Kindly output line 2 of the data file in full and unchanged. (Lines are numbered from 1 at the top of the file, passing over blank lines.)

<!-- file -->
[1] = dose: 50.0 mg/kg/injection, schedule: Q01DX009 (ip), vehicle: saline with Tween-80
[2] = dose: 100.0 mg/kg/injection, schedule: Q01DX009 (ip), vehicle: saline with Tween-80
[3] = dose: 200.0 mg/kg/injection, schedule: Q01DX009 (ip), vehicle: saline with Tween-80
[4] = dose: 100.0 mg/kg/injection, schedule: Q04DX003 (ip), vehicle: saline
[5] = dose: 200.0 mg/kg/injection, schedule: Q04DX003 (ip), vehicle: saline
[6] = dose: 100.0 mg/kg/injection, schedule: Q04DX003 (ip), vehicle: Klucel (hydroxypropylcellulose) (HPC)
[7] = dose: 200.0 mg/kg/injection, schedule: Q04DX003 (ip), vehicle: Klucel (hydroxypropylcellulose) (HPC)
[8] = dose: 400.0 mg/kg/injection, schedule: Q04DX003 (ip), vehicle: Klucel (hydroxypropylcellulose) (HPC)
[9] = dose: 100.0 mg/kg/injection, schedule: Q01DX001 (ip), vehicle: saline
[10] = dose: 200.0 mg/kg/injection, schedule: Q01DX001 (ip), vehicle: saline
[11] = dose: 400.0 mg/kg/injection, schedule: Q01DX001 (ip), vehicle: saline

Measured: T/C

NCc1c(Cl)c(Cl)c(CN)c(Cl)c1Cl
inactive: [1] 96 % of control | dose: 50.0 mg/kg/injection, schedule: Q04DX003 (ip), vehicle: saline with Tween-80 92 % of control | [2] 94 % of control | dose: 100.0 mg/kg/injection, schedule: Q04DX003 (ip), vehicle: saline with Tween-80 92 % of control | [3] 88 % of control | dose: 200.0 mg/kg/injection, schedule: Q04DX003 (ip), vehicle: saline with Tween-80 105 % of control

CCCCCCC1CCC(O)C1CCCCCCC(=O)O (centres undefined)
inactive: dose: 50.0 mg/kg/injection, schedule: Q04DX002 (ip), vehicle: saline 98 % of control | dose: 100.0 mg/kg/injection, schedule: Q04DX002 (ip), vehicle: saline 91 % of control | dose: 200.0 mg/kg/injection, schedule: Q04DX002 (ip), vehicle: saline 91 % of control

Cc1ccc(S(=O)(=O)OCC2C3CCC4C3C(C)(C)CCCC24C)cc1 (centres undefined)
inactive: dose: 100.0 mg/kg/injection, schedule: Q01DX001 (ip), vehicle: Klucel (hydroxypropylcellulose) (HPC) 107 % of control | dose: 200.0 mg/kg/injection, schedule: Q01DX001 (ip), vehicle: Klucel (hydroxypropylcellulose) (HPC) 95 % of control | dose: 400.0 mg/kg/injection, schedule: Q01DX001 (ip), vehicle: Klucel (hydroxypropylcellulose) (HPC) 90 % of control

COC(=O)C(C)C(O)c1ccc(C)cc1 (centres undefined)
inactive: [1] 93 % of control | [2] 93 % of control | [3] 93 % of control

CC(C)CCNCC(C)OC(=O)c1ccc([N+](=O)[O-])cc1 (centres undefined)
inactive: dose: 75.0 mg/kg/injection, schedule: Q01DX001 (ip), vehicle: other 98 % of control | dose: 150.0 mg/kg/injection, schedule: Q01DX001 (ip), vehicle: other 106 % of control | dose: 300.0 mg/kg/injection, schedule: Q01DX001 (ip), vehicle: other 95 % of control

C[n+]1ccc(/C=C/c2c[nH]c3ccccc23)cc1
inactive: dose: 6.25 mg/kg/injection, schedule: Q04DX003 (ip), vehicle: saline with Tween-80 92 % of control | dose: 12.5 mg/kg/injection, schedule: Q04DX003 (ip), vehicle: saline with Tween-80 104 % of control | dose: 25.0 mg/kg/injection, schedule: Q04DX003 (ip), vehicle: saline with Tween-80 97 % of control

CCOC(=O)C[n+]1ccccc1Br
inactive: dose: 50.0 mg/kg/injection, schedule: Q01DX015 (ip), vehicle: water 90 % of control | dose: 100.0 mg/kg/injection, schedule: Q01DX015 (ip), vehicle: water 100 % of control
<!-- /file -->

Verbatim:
[2] = dose: 100.0 mg/kg/injection, schedule: Q01DX009 (ip), vehicle: saline with Tween-80